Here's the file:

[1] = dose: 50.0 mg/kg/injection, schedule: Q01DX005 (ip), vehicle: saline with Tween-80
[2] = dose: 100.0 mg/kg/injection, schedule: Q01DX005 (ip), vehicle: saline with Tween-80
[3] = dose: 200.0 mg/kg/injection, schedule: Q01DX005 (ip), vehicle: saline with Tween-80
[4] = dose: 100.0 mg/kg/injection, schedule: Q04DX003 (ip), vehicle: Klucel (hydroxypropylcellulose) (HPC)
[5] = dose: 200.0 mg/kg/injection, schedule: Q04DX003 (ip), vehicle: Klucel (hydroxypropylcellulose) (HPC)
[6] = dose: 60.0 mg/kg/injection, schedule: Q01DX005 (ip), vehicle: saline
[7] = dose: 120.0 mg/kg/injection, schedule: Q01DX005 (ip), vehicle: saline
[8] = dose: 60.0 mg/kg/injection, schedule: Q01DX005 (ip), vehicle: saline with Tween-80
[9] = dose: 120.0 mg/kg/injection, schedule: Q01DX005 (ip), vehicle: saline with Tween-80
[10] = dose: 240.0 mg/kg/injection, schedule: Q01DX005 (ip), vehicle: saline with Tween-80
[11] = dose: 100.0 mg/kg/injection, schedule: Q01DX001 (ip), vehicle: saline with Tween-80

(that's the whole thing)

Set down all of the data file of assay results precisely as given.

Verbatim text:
[1] = dose: 50.0 mg/kg/injection, schedule: Q01DX005 (ip), vehicle: saline with Tween-80
[2] = dose: 100.0 mg/kg/injection, schedule: Q01DX005 (ip), vehicle: saline with Tween-80
[3] = dose: 200.0 mg/kg/injection, schedule: Q01DX005 (ip), vehicle: saline with Tween-80
[4] = dose: 100.0 mg/kg/injection, schedule: Q04DX003 (ip), vehicle: Klucel (hydroxypropylcellulose) (HPC)
[5] = dose: 200.0 mg/kg/injection, schedule: Q04DX003 (ip), vehicle: Klucel (hydroxypropylcellulose) (HPC)
[6] = dose: 60.0 mg/kg/injection, schedule: Q01DX005 (ip), vehicle: saline
[7] = dose: 120.0 mg/kg/injection, schedule: Q01DX005 (ip), vehicle: saline
[8] = dose: 60.0 mg/kg/injection, schedule: Q01DX005 (ip), vehicle: saline with Tween-80
[9] = dose: 120.0 mg/kg/injection, schedule: Q01DX005 (ip), vehicle: saline with Tween-80
[10] = dose: 240.0 mg/kg/injection, schedule: Q01DX005 (ip), vehicle: saline with Tween-80
[11] = dose: 100.0 mg/kg/injection, schedule: Q01DX001 (ip), vehicle: saline with Tween-80